The rift systems of Ethiopia, Kenya and Tanzania, and the limestone caverns near Johannesburg, South Africa have a long history of intensive archaeological study, rewarded by many finds of hominin skeletal remains and artifacts over the last century. Each region lays claim to be the birthplace of humans, that in South Africa being grandiloquently dubbed ‘The Cradle of Humankind’. Of course, the realistic chances of making discoveries and careers draws scientists and funds back to these regions again and again: a kind of self-fulfilling prophesy fueled by the old miners’ adage, ‘to find elephants you must go to elephant country’. The key site for the earliest stone tools was for a long time Tanzania’s Olduvai Gorge, thanks to finds of deliberately shaped choppers, hammer stones and sharp edges from about 2 Ma ago in close association with remains of Homo habilis by the Leakeys. Termed ‘Oldowan’, signs of this industry emerged from 2.6 Ma sediments in the Afar Depression of Ethiopia in 2010, but with no sign of who had made them. By 2015 the cachet of ‘first tools’ moved to Lomekwi on the shore of Lake Turkana in Kenya, dated to 3.3 Ma but again with no evidence for a maker. In fact the oldest evidence for the use of tools emerged with the 2010controversial discovery at Dikika in Afar of 3.4 Ma old bones that carry cut marks, but no sign of tools nor whoever had used them. However remains of Australopithecus afarensis occur only a few kilometers away.
Excavations outside the East African Rift System and South Africa are still few and far between, especially from before 1 Ma. The High Plateaus of eastern Algeria include one ancient site, near Ain Hanech, which yielded 1.8 Ma Oldowan stone artifacts as long ago as 1992. A nearby site at Ain Boucherit takes the North African record back to 2.4 Ma with both Oldowan tools and cut-marked bones of horse and antelope (Sahnouni, M. and 12 others 2018. 1.9-million- and 2.4-million-year-old artifacts and stone tool–cutmarked bones of from Ain Boucherit, Algeria. Science, v. 362, p. 1297-1301; DOI: 10.1126/science.aau0008). Tool makers had clearly diffused across what is now the Sahara Desert by that time. Given the distance between the Lomekwi and Dikika sites in East Africa that is hardly a surprise, provided climatic conditions were favourable. Michel Brunet’s discovery in 3.3 Ma old sediments of an australopithecine (Au. bahrelghazali) in central Chad demonstrates that early hominins were quite capable of spreading across the African continent. Yet, to wean palaeoanthropologists and their sponsors from hitherto fruitful, ‘elephant’ areas to a more ‘blue skies’ approach is likely to be difficult. There are plenty of sedimentary basins in Africa that preserve Miocene to Recent sediments that may yet turn up fossils and artifacts that take the science of human origins and peregrinations further and possibly in unexpected taxonomic directions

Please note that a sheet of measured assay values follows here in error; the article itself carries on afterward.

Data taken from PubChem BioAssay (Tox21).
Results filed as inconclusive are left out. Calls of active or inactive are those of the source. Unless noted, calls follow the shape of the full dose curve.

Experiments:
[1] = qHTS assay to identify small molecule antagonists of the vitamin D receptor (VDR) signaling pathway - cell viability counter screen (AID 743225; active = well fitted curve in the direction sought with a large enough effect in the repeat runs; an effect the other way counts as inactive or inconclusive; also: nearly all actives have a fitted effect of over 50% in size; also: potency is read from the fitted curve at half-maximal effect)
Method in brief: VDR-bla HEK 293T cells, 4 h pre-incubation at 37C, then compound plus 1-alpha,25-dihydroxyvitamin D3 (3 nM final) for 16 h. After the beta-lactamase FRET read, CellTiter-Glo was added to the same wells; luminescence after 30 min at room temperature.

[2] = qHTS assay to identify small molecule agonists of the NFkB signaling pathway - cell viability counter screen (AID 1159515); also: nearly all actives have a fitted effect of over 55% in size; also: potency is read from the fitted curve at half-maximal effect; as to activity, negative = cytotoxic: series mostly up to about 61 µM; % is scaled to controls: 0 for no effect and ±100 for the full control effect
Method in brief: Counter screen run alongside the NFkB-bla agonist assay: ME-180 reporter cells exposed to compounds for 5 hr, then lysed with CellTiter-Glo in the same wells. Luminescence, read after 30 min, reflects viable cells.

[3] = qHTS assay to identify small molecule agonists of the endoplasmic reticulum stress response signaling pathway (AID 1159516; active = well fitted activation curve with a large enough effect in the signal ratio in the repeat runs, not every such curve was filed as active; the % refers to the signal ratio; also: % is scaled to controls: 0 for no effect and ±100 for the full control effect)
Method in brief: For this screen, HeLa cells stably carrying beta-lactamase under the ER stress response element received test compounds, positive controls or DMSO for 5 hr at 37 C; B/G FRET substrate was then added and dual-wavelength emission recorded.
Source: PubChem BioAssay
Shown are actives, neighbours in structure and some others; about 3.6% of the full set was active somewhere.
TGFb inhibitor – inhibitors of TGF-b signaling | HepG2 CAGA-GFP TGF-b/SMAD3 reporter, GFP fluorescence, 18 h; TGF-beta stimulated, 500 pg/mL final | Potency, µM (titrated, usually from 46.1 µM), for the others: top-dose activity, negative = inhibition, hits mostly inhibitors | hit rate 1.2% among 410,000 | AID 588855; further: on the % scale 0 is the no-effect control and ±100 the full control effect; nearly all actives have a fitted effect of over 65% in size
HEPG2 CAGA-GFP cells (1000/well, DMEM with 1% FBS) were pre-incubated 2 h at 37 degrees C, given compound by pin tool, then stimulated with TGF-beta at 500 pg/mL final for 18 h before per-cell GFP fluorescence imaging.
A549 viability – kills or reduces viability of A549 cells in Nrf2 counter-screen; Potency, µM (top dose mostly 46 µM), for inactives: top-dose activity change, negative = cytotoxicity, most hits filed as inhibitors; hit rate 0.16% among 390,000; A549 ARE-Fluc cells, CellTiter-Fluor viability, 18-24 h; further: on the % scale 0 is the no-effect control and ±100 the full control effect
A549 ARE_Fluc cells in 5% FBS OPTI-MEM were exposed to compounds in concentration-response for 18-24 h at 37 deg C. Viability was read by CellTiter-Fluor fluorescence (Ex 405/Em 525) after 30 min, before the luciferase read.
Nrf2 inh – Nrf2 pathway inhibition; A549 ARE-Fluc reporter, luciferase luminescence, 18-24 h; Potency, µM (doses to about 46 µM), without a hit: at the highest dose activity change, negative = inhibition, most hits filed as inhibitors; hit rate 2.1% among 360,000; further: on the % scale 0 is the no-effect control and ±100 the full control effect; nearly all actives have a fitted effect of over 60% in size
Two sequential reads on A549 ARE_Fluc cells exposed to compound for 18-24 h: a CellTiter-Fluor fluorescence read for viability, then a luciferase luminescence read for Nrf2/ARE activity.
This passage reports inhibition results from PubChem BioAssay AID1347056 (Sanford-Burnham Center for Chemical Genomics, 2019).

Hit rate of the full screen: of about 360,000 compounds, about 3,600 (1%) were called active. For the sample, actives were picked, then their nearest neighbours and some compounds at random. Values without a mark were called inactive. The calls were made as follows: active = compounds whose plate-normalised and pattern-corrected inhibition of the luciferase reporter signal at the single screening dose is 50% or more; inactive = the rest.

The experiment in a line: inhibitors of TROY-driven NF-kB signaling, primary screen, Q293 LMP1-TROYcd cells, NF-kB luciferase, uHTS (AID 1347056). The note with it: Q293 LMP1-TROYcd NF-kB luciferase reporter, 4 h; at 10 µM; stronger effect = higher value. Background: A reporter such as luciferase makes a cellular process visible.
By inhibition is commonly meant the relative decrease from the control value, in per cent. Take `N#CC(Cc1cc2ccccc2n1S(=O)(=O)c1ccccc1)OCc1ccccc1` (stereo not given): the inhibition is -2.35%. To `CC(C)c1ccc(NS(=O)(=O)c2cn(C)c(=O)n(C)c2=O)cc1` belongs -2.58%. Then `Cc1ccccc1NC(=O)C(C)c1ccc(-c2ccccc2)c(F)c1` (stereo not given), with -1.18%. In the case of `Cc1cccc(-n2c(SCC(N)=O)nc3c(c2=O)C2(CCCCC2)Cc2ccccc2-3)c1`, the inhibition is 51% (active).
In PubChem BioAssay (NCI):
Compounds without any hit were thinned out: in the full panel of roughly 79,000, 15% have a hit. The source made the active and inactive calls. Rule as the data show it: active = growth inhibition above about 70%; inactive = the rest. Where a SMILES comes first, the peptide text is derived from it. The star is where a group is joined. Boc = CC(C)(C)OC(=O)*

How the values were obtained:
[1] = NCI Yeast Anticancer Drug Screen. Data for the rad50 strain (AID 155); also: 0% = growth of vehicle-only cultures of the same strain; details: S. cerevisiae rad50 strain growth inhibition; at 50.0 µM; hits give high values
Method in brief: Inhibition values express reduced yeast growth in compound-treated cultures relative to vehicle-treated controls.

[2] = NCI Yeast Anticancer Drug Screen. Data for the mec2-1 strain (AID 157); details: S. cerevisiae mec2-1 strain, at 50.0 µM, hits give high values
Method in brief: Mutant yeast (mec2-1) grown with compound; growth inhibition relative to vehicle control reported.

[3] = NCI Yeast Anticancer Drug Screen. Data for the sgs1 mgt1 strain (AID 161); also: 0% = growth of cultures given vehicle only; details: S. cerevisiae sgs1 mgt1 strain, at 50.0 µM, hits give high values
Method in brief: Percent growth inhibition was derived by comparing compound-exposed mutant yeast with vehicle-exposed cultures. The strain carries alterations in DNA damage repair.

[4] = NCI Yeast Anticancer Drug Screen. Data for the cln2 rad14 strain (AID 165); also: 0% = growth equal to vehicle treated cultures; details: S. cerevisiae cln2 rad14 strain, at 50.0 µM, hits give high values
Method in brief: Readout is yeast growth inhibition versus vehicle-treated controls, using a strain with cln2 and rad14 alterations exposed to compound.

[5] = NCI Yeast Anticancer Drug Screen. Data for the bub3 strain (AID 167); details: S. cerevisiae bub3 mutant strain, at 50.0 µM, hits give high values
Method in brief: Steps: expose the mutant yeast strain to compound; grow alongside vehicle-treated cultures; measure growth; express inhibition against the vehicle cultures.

Related article: Gibbons, A. 2018. Strongest evidence of early humans butchering animals discovered in North Africa. Science News online; doi:10.1126/science.aaw2245.